16 Case 1:11-cv LPS Document 64 Filed 03/01/13 Page 16 of 36 PageID #: 2046 Garlock access to the 2019 Exhibits submitted in those cases. (See id. at 42-44) Nor is it necessary for Garlock to be permitted to formally intervene in any of the cases. (See generally id.) l I ~ 1 I In its reply brief, in addition to reiterating its other arguments, Garlock argues that its appeals are not barred by either collateral estoppel or res judicata. (See D.l. 39 at 4-9) II. Appellees' Briefs A. Certain Law Firm Appellees Certain Law Firm Appellees argue that both collateral estoppel and res judicata thwart Garlock's attempt to obtain access to the 2019 Exhibits. (See D.l. 43 at 9-16) These contentions arise from Garlock's failed effort to access the 2019 Exhibits in the Pittsburgh Corning bankruptcy, a case in which the Western District of Pennsylvania's order was affirmed by the Third Circuit on appeal. See In re Pittsburgh Corning Corp., 2005 WL (W.D. Pa. Sept. 27, 2005), aff'd, 260 F. App'x 463 (3d Cir. Jan. 10, 2008). The Certain Law Firm Appellees also explain why Judge Fitzgerald's decisions should be affirmed on other grounds. Not only would reopening closed bankruptcy cases be inappropriate here, but with respect to the open cases, Judge Fitzgerald correctly found that "provision of the 2019 Exhibits could not cure any of the speculative injuries Garlock alleged it was suffering," and Garlock lacked standing to move to intervene in those cases. (D.I. 43 at 9; see id. at 20-25) Garlock failed to demonstrate sufficient injury and, thus, did not satisfy the requirement for constitutional standing; Garlock further fails in satisfying any prudential standing requirement. (See id. at 20-24) Moreover, the 2019 Exhibits were not filed with the Bankruptcy Court and, therefore, are not judicial records entitled to a presumption of public access. (See id. at 21) 12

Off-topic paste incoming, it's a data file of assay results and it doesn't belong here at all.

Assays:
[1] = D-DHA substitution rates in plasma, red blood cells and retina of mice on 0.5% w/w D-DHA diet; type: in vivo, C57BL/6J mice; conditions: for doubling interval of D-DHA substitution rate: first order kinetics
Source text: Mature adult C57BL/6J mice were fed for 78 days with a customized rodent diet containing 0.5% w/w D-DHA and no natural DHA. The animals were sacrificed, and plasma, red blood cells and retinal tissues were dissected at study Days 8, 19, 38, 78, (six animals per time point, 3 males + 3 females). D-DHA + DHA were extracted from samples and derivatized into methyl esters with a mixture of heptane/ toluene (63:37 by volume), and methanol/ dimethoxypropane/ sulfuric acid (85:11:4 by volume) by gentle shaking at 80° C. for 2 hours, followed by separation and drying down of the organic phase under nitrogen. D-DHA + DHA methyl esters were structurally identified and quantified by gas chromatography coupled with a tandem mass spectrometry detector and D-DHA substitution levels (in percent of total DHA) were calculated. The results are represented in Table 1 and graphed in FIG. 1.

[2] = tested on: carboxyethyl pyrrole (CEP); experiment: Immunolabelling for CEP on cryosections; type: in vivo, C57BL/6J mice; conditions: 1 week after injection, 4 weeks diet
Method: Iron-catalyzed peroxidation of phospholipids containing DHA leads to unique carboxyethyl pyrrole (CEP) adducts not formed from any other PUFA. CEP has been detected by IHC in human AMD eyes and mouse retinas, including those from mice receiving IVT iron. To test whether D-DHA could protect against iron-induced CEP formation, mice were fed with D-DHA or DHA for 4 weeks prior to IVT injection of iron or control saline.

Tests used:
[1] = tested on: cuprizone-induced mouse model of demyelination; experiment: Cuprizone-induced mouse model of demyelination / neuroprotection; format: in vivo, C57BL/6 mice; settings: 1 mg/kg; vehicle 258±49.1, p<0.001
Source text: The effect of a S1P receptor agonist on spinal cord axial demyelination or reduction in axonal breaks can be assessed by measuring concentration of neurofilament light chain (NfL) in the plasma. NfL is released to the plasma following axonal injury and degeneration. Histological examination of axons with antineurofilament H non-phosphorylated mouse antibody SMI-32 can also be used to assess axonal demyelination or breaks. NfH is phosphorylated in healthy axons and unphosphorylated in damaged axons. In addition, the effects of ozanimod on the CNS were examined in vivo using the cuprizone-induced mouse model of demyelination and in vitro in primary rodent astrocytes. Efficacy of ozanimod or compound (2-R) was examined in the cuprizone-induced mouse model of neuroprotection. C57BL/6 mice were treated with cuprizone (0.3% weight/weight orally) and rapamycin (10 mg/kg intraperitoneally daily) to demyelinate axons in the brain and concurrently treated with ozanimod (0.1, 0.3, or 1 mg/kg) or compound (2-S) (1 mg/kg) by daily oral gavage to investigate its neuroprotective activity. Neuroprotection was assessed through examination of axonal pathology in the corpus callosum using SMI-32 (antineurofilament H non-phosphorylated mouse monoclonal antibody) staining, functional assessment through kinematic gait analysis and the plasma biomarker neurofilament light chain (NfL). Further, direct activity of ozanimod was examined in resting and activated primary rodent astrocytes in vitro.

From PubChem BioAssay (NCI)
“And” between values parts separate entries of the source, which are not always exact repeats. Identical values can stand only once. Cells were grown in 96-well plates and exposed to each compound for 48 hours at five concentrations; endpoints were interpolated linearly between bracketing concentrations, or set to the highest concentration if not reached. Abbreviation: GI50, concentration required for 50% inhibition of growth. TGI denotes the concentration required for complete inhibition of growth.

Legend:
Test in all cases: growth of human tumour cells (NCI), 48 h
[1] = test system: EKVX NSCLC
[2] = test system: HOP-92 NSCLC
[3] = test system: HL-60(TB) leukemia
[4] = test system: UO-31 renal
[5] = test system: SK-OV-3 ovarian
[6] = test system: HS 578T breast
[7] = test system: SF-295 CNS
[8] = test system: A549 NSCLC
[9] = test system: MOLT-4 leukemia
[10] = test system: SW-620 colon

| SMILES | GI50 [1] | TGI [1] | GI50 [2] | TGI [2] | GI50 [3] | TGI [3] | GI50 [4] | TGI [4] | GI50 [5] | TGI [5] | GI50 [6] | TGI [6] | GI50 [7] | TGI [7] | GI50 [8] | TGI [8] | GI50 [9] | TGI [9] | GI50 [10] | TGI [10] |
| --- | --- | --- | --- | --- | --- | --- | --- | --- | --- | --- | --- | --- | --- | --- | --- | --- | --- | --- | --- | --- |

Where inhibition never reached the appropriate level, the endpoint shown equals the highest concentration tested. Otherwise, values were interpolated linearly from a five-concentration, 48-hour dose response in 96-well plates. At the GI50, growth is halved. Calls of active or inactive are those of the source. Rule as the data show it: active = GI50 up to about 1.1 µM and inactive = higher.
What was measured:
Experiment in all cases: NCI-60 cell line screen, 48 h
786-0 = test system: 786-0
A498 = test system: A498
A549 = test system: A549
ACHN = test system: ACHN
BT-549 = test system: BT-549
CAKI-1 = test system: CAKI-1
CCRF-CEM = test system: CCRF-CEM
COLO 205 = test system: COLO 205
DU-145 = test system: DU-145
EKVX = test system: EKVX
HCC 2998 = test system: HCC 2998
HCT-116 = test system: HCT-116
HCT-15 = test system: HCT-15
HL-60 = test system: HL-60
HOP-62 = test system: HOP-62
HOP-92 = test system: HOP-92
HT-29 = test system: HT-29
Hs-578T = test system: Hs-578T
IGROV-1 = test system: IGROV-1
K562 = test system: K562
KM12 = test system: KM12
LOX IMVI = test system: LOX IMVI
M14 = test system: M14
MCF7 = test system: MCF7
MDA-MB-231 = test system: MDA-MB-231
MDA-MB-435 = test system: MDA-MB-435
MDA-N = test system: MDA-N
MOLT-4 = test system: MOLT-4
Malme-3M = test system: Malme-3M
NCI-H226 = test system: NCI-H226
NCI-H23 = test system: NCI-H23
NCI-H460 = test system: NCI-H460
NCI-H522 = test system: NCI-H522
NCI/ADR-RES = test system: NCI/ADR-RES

17 Case 1:11-cv LPS Document 64 Filed 03/01/13 Page 17 of 36 PageID #: 2047 Additionally, to the Certain Law Firm Appellees it is apparent that Garlock desires the information in the 2019 Exhibits for an improper purpose, to "prove fraud in the tort system." (ld. at 23; see also id. at 10, 27-38) In the view ofthese appellees, the "2019 Exhibits do not prove fraud in the tort system, nor are they likely to be admissible, probative evidence in Garlock's own estimation process." (!d. at 23) B. Law Firms The Law Firms also seek affirmance ofthe Bankruptcy Court's decision. They fault Garlock for being "indifferent to the reality that counsel for asbestos victims, attentive to the purpose of Rule 2019 and without the benefit of discovery against a bankrupt asbestos defendant, may be constrained to include clients who are just potential creditors in disclosure given under Rule 2019." (D.I. 31 at 17 n.69; see also id. at 16-18, 20-21) Hence, the 2019 Exhibits are "relevant to who was represented by whom in the [Bankruptcy Cases] and to little else." (!d. at 18) Judge Fitzgerald appropriately and sensibly balanced the need to verify agency with the legitimate and sensitive privacy concerns of potential asbestos claimants, and applied the proper standard in denying Garlock's request for "public access" to the confidential2019 Exhibits. (See id. at 27-30, 32-33) The Law Firms also argue that both collateral estoppel and res judicata bar Garlock's attempt to obtain the 2019 Exhibits. (See id. at 10 n.37) Finally, the Law Firms characterize Garlock's efforts as "a cynical fishing expedition of almost unprecedented scope across a dozen of the biggest mass tort bankruptcies of the last decade," adding that the "volume of the materials to which Garlock seeks access is staggering, raising serious doubts as to how Garlock could possibly make any meaningful use of it in its 13